People typically focus on the types of sharks that might be a problem for humans, but not on those that we might prey upon ourselves. One local species, dogfish, is a smallish shark that is tasty to eat and is caught both commercially and recreationally.  

Spiny dogfish, Squalus acanthius, are the ones that we have in Maine. They are in both the North Atlantic and North Pacific and prefer the cooler waters of both coasts. Like all sharks, they have cartilaginous bodies that are super flexible and help them to swim extra quickly both to swim away from predators like larger sharks and seals and to catch speedy prey like mackerel, herring, menhaden along with crustaceans, squid and pretty much anything they can munch. As their name indicates, they have spines on their backs which are grey with distinctive white spots, and two dorsal fins that you might see poking above the surface. They don’t get super big – up to three or four feet with the females being slightly bigger as they mature later.  

On the topic of maturity, sharks like dogfish are a different story when it comes to reproduction. The females don’t start to reproduce until they are an average of 12 years old. They don’t produce bucket-loads of eggs like fish do. Instead, they have live young – about a half dozen baby sharks at a time. This is after a long incubation time of 1 ½-2 years. Then, they can live up to 40 years! This all has to be taken into account when managing the fishery.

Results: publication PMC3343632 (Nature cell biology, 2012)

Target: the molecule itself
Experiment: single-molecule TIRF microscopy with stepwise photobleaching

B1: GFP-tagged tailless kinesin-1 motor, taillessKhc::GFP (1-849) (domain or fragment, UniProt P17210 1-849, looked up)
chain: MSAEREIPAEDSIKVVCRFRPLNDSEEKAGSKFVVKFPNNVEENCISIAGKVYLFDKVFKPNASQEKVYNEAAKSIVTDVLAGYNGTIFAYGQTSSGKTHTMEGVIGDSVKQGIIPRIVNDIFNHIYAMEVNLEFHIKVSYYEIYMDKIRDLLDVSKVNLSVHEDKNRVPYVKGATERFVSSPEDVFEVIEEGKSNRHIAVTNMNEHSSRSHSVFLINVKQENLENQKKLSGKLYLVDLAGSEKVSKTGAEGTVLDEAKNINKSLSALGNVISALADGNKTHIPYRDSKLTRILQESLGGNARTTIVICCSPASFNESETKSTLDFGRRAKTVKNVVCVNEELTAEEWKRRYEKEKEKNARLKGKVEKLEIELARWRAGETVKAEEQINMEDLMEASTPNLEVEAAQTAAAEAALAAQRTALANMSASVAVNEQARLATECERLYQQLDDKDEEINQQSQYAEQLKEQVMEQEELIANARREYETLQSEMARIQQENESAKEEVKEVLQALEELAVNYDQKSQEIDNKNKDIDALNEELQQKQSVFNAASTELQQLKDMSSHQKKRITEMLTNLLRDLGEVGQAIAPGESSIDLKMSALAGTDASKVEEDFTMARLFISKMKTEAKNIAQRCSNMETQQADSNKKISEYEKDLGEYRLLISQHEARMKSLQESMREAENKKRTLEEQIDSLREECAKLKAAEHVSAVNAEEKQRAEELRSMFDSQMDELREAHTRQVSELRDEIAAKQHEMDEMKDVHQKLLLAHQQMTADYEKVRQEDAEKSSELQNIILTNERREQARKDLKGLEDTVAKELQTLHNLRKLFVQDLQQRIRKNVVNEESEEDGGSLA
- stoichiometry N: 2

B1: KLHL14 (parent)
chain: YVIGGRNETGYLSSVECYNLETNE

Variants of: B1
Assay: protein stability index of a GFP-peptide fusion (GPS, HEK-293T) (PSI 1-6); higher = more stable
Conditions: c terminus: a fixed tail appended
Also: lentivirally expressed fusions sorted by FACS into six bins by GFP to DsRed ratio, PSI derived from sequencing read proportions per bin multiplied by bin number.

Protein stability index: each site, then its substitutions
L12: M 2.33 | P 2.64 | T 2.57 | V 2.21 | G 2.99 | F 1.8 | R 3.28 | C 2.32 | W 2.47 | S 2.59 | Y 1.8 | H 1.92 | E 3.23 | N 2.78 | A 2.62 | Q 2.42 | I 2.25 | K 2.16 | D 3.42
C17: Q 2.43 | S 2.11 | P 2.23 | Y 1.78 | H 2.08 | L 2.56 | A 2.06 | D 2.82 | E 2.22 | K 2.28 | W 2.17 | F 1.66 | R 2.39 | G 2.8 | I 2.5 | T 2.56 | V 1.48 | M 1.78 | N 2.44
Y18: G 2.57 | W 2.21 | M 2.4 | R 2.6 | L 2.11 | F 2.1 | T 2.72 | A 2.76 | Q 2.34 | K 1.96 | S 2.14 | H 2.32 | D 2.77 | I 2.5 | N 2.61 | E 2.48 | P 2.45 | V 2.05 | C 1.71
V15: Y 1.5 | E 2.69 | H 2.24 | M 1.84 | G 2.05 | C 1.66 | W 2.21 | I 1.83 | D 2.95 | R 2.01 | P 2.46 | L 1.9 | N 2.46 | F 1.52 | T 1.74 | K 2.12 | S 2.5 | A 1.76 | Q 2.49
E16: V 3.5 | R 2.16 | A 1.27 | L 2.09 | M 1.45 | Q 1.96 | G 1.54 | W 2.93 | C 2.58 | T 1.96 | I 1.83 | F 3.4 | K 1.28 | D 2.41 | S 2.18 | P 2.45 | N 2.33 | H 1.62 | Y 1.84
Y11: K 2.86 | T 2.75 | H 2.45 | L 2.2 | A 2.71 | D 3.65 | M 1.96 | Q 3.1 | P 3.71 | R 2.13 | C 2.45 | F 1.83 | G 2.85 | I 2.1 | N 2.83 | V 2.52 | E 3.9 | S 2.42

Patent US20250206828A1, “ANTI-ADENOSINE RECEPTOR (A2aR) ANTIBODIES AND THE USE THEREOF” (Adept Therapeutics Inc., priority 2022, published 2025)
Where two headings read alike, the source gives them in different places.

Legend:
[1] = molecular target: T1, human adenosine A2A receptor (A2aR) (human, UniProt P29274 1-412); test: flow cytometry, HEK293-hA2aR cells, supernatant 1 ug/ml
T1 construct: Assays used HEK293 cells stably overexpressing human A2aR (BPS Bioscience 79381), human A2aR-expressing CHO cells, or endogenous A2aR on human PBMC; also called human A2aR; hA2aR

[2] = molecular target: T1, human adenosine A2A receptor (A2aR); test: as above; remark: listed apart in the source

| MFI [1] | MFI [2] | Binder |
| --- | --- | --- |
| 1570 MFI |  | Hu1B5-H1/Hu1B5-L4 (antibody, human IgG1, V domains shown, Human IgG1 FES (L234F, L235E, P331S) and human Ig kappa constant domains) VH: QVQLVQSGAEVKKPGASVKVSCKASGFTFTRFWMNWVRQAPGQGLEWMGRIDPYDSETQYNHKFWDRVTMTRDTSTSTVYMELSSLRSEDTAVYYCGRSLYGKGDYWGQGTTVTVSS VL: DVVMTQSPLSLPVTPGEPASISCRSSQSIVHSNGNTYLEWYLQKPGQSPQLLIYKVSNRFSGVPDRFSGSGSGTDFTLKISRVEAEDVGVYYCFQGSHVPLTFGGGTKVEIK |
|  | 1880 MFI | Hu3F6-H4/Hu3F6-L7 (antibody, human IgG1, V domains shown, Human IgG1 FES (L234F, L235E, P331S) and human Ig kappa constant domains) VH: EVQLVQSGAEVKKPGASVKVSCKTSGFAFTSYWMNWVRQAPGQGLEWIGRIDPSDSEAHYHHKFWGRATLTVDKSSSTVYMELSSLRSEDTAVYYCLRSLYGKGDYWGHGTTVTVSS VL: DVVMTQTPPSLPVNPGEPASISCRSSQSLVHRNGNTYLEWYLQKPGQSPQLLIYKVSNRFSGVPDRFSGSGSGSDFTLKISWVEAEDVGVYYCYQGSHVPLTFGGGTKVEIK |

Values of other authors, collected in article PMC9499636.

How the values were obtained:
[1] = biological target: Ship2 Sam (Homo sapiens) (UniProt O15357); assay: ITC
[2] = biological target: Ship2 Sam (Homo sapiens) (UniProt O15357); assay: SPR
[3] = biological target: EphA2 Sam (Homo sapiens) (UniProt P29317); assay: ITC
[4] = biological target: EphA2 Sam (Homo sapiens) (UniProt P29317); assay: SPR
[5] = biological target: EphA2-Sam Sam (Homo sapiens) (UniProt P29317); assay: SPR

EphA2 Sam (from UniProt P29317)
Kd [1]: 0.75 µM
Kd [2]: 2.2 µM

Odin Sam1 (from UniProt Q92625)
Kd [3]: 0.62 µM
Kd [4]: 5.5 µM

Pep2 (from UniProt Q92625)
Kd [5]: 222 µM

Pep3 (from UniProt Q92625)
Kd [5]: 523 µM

They’re also movers, migrating along the Atlantic coast throughout the year. For that reason, they are designated as a highly migratory species and are managed by the Atlantic State Marine Fisheries Commission (ASMFC). In each region, they are managed by the Mid-Atlantic Fisheries Management Council (MAFMC) and the New England Fisheries Management Council (NEFMC). These authorities collaborate in setting catch limits as well as closing areas for offshore winter spawning and for restricting the types of gear used to catch them.  

Dogfish are most often caught commercially by ground fishing boats that are fishing for other species that swim along the bottom of the seafloor. While dogfish aren’t their target species, these boats can keep a certain amount of them as incidental catch. There are particular regulations on mesh size specific to certain areas along the coast. These boats also have to report their catch in order to track the total that is taken. While dogfish are caught in Maine, the majority of the catch is landed further south.  

Recreationally, you can catch dogfish using a hook and line if you have a saltwater permit. A permit can be obtained either through the state where you are fishing or through NOAA Fisheries (  

So, who eats all these dogfish? Like many species caught in Maine, dogfish are part of what some people dub the “seafood swap”. Somewhere around 99% of the seafood harvested in the United States is shipped overseas. A bunch of it is then processed and shipped back to the United States. And then a bunch more of what we eat in this country is farm-raised overseas.  

Most of the dogfish gets shipped out. It is mostly in demand in the European market – fish and chips for the British, Shillerlocken at German beer gardens, and in French stews and soups. Efforts have been made to market it to Americans as “cape shark”, which sounds a bit more appealing, and some crafty chefs have had some success in creating tasty dogfish steaks.  

Knowing more about each species that lives and is harvested locally is a good step in helping to keep more of this catch in the United States. This is better for the fishermen and the consumer – and dogfish can actually be pretty tasty.

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